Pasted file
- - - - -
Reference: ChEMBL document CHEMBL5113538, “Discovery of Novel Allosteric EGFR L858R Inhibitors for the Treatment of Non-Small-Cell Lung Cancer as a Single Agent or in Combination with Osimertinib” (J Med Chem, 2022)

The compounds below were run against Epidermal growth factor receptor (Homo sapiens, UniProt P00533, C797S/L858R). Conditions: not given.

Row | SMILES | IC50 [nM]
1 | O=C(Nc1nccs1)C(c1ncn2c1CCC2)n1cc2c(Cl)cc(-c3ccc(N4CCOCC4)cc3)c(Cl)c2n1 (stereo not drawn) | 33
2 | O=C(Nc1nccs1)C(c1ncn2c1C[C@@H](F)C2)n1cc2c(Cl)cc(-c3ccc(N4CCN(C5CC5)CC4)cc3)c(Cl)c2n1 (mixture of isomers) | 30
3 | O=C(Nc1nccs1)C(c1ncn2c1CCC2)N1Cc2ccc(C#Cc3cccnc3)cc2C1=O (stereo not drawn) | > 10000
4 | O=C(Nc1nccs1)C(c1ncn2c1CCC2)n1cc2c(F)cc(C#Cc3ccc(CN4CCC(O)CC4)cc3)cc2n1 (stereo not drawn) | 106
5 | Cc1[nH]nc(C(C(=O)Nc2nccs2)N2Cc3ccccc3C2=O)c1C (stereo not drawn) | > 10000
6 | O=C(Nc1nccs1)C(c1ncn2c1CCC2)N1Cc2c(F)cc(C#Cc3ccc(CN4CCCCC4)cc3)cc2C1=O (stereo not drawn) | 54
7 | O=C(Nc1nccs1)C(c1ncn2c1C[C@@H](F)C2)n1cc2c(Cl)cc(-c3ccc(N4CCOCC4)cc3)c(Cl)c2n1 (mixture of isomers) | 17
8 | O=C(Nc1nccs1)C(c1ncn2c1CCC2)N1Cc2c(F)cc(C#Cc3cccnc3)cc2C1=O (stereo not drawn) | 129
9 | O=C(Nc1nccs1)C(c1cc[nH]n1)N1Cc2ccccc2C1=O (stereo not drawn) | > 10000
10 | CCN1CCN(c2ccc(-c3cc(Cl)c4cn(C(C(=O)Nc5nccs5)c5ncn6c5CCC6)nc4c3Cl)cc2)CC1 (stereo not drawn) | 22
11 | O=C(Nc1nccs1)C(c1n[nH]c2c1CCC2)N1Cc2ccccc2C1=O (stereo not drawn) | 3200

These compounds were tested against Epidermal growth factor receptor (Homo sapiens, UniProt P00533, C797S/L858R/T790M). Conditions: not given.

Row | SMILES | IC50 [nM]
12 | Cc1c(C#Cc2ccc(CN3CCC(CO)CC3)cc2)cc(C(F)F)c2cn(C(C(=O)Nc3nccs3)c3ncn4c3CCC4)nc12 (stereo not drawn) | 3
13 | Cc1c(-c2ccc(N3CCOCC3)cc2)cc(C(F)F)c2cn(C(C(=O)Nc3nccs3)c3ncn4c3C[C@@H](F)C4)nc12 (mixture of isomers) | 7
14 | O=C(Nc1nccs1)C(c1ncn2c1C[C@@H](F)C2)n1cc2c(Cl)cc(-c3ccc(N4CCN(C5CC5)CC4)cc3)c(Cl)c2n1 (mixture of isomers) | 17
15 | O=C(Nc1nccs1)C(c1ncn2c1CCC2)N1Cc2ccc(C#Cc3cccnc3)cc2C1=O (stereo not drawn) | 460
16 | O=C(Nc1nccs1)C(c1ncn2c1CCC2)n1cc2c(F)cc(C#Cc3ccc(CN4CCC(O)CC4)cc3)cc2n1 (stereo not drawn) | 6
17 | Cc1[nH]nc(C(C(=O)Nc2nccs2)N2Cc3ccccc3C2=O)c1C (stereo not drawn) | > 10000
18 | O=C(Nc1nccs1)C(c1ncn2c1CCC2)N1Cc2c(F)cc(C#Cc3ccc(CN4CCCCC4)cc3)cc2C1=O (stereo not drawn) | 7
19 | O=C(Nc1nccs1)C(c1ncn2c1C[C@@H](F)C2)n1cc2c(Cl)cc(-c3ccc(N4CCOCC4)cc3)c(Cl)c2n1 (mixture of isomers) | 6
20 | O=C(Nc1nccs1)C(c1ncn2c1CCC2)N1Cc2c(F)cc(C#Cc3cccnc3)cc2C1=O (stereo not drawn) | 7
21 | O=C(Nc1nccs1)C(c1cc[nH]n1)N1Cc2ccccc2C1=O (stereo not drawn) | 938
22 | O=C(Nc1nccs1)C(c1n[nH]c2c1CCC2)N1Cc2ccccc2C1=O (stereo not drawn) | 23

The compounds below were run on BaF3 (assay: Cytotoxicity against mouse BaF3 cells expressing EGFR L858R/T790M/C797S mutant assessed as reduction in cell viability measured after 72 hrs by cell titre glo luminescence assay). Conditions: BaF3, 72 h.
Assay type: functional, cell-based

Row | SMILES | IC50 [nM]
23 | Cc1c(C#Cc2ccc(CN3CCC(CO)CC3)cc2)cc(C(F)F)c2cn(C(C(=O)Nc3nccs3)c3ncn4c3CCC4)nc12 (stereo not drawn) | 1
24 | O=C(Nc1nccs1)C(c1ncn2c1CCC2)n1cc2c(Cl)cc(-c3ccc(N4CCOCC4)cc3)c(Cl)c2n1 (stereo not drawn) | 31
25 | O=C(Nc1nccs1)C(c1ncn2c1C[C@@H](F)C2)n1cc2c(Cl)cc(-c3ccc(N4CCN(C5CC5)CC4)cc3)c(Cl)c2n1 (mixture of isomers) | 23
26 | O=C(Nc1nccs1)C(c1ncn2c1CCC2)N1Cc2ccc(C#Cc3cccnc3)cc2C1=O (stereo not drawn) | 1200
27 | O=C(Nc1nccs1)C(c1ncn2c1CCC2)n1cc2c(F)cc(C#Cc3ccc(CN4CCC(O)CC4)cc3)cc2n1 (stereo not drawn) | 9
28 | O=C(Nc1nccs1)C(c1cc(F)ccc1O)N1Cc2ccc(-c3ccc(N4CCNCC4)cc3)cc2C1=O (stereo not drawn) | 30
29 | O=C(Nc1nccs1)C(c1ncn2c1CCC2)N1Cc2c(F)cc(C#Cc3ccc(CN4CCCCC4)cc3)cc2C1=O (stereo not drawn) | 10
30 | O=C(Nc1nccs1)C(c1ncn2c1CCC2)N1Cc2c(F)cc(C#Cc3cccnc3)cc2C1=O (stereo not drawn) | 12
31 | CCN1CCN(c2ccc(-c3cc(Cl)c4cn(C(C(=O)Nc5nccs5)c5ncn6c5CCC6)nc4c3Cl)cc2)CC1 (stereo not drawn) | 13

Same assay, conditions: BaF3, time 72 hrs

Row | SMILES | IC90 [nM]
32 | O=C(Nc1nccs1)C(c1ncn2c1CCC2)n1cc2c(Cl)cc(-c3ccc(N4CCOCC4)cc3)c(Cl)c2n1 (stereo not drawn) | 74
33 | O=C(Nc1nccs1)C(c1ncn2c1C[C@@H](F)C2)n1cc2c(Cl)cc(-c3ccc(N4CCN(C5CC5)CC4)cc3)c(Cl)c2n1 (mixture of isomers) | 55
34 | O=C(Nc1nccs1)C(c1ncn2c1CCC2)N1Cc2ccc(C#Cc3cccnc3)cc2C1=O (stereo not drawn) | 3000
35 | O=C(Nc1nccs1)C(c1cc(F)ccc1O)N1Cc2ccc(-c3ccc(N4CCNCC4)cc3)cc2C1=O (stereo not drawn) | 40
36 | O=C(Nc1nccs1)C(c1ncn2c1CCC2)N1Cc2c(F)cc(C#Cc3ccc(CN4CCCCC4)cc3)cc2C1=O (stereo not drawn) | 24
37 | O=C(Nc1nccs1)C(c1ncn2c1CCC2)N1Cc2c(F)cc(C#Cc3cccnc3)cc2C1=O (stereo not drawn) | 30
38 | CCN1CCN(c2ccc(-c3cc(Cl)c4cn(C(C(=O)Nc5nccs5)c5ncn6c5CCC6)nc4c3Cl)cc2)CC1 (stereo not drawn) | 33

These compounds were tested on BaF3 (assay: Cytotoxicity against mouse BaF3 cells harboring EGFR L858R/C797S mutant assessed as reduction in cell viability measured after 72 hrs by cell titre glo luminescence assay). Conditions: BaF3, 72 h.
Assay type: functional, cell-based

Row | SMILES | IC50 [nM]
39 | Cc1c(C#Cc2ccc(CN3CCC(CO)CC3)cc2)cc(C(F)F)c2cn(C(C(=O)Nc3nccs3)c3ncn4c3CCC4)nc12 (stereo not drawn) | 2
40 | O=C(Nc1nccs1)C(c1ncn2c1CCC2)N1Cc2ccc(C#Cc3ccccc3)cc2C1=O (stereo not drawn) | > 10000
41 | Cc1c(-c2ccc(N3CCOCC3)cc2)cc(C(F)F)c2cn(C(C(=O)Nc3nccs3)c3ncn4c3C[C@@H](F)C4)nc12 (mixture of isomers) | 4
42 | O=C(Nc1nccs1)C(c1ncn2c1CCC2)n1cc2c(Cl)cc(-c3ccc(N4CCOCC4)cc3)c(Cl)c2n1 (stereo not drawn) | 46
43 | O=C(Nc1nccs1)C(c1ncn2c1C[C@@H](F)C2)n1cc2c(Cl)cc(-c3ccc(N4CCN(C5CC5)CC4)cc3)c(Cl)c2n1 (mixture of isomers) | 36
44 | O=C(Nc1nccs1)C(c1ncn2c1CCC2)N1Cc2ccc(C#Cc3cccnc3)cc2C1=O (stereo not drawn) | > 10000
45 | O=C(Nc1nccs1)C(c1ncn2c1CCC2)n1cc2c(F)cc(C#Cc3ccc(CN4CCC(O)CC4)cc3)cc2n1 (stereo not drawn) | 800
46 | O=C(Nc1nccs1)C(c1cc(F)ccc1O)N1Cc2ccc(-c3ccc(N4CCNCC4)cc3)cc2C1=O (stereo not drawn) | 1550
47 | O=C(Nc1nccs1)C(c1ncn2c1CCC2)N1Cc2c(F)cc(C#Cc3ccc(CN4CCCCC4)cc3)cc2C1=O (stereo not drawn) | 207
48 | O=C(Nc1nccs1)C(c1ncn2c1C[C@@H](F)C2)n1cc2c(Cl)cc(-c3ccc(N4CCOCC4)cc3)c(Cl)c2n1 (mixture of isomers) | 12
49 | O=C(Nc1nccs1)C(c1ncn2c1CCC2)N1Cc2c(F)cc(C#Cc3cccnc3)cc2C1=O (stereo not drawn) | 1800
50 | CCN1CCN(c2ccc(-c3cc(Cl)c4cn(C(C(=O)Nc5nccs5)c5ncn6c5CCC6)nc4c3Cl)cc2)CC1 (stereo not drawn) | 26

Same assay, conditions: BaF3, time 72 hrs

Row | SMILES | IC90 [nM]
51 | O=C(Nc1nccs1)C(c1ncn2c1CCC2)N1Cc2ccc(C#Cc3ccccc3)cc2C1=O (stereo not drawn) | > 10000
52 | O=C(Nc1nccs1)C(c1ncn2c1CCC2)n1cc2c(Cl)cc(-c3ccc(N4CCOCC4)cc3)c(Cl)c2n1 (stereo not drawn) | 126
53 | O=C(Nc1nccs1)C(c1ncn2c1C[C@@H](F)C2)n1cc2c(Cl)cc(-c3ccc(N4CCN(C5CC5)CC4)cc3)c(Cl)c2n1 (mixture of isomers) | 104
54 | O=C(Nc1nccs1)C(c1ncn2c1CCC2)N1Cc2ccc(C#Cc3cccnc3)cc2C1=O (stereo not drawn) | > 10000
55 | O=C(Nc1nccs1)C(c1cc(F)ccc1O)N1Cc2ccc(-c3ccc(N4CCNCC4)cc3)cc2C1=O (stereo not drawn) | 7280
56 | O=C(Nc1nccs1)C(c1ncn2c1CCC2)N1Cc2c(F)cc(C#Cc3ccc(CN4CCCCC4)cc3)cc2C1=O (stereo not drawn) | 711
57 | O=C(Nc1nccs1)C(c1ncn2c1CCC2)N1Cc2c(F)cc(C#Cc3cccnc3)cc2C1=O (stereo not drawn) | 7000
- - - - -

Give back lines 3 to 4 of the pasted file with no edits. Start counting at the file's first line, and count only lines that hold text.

Row | SMILES | IC50 [nM]
1 | O=C(Nc1nccs1)C(c1ncn2c1CCC2)n1cc2c(Cl)cc(-c3ccc(N4CCOCC4)cc3)c(Cl)c2n1 (stereo not drawn) | 33